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Daniel J. Plews, Paul B. Laursen, Andrew E. Kilding, and Martin Buchheit

The aim of this study was to compare 2 different methodological assessments when analyzing the relationship between performance and heart-rate (HR) -derived indices (resting HR [RHR] and HR variability [HRV]) to evaluate positive adaptation to training. The relative change in estimated maximum aerobic speed (MAS) and 10-km-running performance was correlated to the relative change in RHR and the natural logarithm of the square root of the mean sum of the squared differences between R-R intervals on an isolated day (RHRday; Ln rMSSDday) or when averaged over 1 wk (RHRweek; Ln rMSSDweek) in 10 runners who responded to a 9-wk training intervention. Moderate and small correlations existed between changes in MAS and 10-km-running performance and RHRday (r = .35, 90%CI [–.35, .76] and r = –.21 [–.68, .39]), compared with large and very large correlations for RHRweek (r = –.62 [–.87, –.11] and r = .73 [.30, .91]). While a trivial correlation was observed for MAS vs Ln rMSSDday (r = –.06 [–.59, .51]), a very large correlation existed with Ln rMSSDweek (r = .72 [.28, .91]). Similarly, changes in 10-km-running performance revealed a small correlation with Ln rMSSDday (r = –.17 [–.66, .42]), vs a very large correlation for Ln rMSSDweek (r = –.76 [–.92, –.36]). In conclusion, the averaging of RHR and HRV values over a 1-wk period appears to be a superior method for evaluating positive adaption to training compared with assessing its value on a single isolated day.

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Emiel Schulze, Hein A.M. Daanen, Koen Levels, Julia R. Casadio, Daniel J. Plews, Andrew E. Kilding, Rodney Siegel, and Paul B. Laursen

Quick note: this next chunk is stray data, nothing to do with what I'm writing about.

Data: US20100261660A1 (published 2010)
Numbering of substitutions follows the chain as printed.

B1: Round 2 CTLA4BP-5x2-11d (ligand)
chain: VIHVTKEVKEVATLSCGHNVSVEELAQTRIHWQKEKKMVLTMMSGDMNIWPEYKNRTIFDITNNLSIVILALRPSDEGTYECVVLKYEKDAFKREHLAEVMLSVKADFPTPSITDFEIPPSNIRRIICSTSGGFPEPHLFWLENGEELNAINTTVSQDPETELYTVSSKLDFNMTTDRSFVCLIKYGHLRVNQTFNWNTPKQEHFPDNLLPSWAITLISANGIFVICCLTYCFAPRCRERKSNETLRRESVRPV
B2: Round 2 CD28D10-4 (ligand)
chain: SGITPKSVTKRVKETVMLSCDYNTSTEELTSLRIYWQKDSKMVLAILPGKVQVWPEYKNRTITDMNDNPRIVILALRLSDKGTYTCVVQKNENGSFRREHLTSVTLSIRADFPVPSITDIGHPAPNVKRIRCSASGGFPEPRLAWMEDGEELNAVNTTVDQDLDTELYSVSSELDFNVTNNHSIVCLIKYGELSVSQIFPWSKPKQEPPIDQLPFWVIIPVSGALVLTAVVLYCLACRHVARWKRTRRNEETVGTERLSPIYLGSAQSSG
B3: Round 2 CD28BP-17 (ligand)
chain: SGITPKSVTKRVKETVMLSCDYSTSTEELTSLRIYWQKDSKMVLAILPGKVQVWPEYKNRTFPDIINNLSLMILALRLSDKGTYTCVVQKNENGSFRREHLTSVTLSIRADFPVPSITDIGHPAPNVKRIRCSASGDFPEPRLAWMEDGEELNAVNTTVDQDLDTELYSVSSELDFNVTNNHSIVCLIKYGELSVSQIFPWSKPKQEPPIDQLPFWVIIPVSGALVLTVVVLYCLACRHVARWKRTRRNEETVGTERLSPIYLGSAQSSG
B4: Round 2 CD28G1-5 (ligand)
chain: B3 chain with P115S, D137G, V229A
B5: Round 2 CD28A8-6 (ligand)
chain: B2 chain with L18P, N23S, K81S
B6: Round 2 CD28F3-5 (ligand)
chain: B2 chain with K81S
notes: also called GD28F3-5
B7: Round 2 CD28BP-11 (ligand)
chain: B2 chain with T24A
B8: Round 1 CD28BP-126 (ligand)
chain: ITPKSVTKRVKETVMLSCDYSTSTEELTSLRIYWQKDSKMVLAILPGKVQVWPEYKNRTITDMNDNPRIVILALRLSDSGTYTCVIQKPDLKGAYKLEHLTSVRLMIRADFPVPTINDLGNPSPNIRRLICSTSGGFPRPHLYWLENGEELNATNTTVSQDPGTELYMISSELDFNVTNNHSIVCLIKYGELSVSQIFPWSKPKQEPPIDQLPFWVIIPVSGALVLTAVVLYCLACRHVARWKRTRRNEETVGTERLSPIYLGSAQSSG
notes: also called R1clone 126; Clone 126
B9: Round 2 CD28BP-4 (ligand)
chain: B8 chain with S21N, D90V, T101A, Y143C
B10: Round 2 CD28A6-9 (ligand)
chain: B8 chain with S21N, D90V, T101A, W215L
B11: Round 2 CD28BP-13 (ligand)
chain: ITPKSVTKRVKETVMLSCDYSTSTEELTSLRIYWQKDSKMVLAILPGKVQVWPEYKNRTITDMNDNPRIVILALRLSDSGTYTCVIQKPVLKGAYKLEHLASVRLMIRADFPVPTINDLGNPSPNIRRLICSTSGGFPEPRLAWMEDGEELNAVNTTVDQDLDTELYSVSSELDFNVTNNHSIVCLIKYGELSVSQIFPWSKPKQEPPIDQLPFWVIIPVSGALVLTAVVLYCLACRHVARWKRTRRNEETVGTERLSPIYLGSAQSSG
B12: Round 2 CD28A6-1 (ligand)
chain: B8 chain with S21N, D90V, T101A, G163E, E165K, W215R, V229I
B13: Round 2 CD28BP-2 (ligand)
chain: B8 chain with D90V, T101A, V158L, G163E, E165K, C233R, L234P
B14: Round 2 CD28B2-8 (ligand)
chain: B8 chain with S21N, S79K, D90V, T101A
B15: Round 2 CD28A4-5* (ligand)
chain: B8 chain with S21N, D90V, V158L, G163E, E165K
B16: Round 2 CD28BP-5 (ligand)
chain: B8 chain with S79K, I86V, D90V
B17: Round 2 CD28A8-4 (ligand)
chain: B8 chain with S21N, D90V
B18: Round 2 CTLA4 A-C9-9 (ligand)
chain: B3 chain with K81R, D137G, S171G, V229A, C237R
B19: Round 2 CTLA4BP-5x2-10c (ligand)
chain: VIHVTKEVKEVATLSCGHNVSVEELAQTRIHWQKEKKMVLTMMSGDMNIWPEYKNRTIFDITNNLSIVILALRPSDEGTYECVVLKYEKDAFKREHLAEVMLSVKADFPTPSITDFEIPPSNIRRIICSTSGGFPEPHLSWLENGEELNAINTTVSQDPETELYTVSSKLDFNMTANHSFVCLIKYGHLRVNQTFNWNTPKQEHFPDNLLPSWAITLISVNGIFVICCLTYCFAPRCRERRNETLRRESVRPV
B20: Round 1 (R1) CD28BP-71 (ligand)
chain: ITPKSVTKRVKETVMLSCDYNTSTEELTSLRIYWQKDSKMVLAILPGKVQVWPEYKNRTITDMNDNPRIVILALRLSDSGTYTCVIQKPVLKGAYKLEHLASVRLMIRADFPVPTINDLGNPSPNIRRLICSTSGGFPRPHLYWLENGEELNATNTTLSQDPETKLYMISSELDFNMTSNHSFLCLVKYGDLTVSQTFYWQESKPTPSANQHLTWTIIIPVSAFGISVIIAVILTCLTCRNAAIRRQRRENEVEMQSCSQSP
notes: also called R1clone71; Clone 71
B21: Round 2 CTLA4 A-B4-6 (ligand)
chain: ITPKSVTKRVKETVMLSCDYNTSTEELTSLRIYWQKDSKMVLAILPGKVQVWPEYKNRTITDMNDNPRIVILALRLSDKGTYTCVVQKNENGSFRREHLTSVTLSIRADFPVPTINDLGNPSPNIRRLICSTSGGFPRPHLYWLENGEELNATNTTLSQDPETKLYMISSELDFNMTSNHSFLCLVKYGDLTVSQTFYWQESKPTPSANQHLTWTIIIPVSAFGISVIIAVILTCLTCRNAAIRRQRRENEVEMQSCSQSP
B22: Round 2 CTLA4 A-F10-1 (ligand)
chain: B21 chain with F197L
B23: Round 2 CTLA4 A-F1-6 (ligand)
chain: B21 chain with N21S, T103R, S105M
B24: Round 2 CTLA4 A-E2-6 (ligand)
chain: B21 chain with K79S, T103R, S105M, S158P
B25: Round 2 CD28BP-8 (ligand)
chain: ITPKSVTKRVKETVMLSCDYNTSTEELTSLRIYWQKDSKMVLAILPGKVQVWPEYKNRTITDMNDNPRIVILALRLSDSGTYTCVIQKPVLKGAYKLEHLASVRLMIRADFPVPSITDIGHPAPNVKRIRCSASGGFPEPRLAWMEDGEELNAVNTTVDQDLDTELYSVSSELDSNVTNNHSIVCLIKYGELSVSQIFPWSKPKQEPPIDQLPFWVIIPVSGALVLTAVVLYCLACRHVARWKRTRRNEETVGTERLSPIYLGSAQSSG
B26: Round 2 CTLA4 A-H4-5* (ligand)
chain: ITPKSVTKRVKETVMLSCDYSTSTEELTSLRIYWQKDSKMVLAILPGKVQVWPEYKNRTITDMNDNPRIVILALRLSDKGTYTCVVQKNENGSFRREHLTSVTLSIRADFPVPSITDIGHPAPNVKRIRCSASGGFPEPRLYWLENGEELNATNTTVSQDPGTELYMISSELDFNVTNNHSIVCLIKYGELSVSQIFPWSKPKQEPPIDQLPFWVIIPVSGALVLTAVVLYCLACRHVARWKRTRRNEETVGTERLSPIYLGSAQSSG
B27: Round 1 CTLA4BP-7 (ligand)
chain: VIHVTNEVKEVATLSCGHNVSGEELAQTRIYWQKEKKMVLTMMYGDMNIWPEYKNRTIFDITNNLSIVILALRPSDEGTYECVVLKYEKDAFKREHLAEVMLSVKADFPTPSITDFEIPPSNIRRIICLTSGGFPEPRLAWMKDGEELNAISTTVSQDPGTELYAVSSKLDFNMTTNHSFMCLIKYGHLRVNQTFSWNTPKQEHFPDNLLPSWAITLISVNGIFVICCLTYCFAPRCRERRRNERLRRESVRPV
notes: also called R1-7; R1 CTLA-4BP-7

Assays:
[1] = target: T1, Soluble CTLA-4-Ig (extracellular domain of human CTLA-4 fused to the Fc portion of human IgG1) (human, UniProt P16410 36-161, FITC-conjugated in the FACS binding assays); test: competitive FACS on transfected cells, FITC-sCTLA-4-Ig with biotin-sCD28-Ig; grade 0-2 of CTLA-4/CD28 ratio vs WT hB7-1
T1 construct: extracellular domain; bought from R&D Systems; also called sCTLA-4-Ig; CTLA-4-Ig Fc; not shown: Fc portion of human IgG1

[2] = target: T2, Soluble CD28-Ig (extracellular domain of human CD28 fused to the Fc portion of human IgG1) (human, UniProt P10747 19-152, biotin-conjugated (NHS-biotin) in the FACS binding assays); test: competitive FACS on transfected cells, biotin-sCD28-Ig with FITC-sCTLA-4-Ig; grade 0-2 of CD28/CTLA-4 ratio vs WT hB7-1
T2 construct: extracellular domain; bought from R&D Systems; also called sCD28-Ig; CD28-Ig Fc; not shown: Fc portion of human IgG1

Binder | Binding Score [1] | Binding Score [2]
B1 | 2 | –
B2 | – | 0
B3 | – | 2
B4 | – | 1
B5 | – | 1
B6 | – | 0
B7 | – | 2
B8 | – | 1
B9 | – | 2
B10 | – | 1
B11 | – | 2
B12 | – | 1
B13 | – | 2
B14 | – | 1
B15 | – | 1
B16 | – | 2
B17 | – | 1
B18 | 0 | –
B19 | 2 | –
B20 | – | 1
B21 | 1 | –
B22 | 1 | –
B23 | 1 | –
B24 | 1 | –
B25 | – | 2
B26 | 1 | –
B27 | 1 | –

To determine the effect of thermal state and thermal comfort on cycling performance in the heat.


Seven well-trained male triathletes completed 3 performance trials consisting of 60 min cycling at a fixed rating of perceived exertion (14) followed immediately by a 20-km time trial in hot (30°C) and humid (80% relative humidity) conditions. In a randomized order, cyclists either drank ambient-temperature (30°C) fluid ad libitum during exercise (CON), drank ice slurry (−1°C) ad libitum during exercise (ICE), or precooled with iced towels and ice slurry ingestion (15g/kg) before drinking ice slurry ad libitum during exercise (PC+ICE). Power output, rectal temperature, and ratings of thermal comfort were measured.


Overall mean power output was possibly higher in ICE (+1.4% ± 1.8% [90% confidence limit]; 0.4 > smallest worthwhile change [SWC]) and likely higher PC+ICE (+2.5% ± 1.9%; 1.5 > SWC) than in CON; however, no substantial differences were shown between PC+ICE and ICE (unclear). Time-trial performance was likely enhanced in ICE compared with CON (+2.4% ± 2.7%; 1.4 > SWC) and PC+ICE (+2.9% ± 3.2%; 1.9 > SWC). Differences in mean rectal temperature during exercise were unclear between trials. Ratings of thermal comfort were likely and very likely lower during exercise in ICE and PC+ICE, respectively, than in CON.


While PC+ICE had a stronger effect on mean power output compared with CON than ICE did, the ICE strategy enhanced late-stage time-trial performance the most. Findings suggest that thermal comfort may be as important as thermal state for maximizing performance in the heat.